INDIA : Mill Owners Slate Government's Land Use Policy
Indian factories are not allowed to close, sell land, or relocate without Government permission.
Around 22 nationalised mills and 32 privately-owned mills are located in Bombay. Of the 22 Government-owned mills, one has been closed and the remaining 21 are working at less than 15 per cent of their manufacturing capacity. The story is even worse for the private mills. Fourteen of these are closed with four more poised to join them. The remainder are struggling to survive against the odds.
According to the Mill Owners Association, the losses of all of the Government-owned mills (there are 104 throughout the country) exceed their annual payroll and it would cost less if they were closed and workers were paid to stay at home.
The situation is further compounded by the higher utilities bills faced by mill owners. Power and water bills are differentially priced in India, according to political factors. Composite mills can pay four or five times more for the same service as other manufacturers; for example, while water and sewerage rates cost mill owners around Rs35.20 per kilolitre, power loom units in other parts of the country pay only Rs6-8.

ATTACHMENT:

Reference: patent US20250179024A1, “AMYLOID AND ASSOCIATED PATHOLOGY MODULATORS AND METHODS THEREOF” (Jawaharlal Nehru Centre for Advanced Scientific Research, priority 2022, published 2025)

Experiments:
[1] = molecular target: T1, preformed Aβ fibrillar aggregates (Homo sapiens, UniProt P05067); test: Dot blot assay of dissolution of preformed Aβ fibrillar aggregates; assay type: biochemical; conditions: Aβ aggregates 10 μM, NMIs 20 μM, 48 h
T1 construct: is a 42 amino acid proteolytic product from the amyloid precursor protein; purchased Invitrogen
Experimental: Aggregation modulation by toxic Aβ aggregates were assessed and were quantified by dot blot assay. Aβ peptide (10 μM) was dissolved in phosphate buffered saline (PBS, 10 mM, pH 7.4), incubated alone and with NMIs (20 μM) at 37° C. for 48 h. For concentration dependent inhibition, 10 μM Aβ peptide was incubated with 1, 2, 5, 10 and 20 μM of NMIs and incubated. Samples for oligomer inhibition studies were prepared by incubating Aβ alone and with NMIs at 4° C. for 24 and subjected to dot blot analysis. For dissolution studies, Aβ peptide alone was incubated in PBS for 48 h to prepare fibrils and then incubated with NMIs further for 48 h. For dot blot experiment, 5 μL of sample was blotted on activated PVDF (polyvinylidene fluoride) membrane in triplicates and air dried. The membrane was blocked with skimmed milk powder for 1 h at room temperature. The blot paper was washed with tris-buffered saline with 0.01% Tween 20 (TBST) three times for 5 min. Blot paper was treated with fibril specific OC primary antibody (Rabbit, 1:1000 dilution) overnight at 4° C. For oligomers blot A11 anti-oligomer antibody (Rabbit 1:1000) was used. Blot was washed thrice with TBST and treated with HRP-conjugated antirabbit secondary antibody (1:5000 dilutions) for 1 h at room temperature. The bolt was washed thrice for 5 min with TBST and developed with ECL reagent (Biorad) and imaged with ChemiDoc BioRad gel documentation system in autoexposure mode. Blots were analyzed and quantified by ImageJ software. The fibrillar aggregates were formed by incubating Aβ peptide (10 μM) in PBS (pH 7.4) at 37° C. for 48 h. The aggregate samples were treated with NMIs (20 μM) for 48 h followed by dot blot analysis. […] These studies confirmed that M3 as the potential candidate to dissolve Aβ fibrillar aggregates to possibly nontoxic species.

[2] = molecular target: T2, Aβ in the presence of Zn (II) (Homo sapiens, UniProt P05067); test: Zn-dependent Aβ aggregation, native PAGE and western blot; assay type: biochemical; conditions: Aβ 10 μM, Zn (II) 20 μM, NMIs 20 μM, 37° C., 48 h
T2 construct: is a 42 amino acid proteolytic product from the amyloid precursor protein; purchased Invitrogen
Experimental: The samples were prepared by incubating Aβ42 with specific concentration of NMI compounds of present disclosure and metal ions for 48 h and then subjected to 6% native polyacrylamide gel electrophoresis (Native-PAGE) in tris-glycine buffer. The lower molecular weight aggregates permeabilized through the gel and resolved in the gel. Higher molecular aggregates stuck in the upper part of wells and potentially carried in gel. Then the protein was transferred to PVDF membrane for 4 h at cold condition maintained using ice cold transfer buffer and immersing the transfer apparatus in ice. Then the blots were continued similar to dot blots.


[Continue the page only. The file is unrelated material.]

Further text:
The mills, both nationalised and private, have been seeking Government permission to sell land for over two decades. While some mill sales have been allowed there have not been enough to satisfy local businesses. Mill land sales can be hazardous, with politicians, builders, and the Mafia eager to benefit from future sales. Murders are not rare, the most spectacular victim being Mr Khatau. The majority shareholder of several mills, it is thought that he was murdered over a deal on one of his mills that had secured Government permission to sell land and relocate.
Real Estate prices in Bombay City are the highest in India. Built-up areas in upmarket residential buildings recently went for over Rs30,000 per sq ft. Land in mill areas will fetch much less, but the acreage is very high.
By Nazroz Havewalla
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